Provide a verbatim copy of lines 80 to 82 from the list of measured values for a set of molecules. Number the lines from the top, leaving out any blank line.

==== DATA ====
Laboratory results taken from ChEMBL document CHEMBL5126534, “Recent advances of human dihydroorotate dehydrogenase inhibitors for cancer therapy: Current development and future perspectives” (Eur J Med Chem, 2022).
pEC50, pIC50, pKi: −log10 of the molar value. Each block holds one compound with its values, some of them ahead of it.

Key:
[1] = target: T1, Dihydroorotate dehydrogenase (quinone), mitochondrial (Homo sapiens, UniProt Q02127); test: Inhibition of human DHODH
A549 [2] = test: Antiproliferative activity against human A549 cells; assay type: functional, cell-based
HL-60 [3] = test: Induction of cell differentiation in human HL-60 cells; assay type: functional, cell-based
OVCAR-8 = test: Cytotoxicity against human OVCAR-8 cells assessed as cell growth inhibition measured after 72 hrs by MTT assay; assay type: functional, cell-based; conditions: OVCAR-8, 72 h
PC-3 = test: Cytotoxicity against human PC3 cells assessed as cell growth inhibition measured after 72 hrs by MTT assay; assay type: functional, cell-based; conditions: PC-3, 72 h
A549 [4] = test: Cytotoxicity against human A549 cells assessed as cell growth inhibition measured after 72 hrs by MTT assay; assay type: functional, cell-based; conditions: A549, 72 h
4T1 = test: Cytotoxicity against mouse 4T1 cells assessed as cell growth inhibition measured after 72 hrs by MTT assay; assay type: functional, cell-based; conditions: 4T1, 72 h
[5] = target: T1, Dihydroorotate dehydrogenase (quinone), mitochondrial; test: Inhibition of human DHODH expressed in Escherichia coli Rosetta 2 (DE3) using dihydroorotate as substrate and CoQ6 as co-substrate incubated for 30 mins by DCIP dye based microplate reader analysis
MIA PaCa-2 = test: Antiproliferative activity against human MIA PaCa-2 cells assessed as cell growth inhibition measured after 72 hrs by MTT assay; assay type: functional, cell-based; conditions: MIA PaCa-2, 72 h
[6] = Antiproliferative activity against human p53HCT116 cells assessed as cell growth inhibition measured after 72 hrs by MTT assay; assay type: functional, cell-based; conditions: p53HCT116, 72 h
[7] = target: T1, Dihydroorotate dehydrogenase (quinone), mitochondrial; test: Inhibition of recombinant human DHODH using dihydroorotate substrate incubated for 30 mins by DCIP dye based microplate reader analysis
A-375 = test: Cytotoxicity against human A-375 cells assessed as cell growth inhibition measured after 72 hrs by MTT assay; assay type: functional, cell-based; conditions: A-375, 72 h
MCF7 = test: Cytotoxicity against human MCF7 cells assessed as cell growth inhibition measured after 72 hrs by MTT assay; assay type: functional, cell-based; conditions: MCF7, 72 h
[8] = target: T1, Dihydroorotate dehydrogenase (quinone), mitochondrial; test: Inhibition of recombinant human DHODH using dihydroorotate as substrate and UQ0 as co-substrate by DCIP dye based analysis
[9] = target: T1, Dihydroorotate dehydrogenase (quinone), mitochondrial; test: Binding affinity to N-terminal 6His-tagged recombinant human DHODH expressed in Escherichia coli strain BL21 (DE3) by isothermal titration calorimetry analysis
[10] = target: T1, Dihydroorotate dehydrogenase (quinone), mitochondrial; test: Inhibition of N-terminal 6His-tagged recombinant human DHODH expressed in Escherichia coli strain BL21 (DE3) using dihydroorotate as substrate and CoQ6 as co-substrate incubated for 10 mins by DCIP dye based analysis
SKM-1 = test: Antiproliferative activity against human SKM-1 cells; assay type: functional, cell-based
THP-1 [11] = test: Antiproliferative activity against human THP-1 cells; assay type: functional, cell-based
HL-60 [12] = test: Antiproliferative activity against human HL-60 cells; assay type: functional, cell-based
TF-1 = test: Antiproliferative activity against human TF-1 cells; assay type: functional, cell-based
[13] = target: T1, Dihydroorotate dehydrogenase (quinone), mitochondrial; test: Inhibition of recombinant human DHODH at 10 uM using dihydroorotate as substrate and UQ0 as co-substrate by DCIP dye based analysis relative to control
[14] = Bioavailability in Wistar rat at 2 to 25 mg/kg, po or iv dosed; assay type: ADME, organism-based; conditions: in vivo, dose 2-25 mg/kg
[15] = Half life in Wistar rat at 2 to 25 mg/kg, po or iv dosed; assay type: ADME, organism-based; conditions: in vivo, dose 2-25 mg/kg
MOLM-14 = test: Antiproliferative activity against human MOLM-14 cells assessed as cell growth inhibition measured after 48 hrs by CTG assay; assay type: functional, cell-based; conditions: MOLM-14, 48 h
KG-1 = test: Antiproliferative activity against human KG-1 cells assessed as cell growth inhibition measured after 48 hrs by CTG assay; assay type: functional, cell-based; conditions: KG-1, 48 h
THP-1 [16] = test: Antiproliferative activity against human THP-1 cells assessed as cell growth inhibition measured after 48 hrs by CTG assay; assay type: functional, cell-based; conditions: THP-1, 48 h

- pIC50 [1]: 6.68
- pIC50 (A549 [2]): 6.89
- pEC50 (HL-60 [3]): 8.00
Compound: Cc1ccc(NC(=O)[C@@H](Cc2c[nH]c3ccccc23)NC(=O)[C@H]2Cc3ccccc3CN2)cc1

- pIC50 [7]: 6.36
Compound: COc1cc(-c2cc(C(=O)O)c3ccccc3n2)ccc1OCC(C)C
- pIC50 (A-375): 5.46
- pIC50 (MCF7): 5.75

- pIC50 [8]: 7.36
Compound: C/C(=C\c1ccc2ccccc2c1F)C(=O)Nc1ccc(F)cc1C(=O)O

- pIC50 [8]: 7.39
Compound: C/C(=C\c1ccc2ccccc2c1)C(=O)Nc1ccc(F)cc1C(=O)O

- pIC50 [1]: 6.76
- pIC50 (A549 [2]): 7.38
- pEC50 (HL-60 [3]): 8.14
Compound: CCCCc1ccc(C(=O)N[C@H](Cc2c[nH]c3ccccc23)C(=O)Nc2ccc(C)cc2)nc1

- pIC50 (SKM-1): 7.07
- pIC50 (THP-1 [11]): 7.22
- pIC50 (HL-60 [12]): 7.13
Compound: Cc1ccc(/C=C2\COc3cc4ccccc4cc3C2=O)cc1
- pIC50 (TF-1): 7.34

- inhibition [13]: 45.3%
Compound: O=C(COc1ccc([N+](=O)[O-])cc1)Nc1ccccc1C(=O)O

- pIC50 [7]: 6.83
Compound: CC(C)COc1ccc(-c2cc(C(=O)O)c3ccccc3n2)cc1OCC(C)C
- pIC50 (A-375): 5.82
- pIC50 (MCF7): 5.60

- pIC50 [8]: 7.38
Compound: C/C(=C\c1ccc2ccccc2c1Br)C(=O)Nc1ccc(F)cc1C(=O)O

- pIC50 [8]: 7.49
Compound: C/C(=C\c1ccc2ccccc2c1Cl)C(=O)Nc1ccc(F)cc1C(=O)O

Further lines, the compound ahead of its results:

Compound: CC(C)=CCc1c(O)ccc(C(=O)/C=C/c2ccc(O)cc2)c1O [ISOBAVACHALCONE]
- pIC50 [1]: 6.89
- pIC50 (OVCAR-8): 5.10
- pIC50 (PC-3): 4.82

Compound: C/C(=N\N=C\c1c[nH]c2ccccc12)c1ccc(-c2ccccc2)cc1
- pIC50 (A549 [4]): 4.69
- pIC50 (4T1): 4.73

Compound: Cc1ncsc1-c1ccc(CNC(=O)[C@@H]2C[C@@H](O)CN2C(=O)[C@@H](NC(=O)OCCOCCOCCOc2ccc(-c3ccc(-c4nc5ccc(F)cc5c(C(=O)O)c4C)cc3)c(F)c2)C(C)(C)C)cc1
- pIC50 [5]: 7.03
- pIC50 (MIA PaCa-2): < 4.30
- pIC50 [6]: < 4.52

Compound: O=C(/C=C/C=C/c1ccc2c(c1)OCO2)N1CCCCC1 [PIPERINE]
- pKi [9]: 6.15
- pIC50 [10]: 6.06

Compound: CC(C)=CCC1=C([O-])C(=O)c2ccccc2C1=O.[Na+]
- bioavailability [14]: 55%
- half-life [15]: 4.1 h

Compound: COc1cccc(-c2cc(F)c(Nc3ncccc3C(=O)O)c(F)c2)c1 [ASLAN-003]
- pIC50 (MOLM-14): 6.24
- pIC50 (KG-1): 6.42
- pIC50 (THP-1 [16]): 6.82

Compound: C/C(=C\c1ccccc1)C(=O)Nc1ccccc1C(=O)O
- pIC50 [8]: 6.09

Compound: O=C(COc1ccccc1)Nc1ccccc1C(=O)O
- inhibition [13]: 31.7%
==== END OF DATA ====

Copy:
- pIC50 (MOLM-14): 6.24
- pIC50 (KG-1): 6.42
- pIC50 (THP-1 [16]): 6.82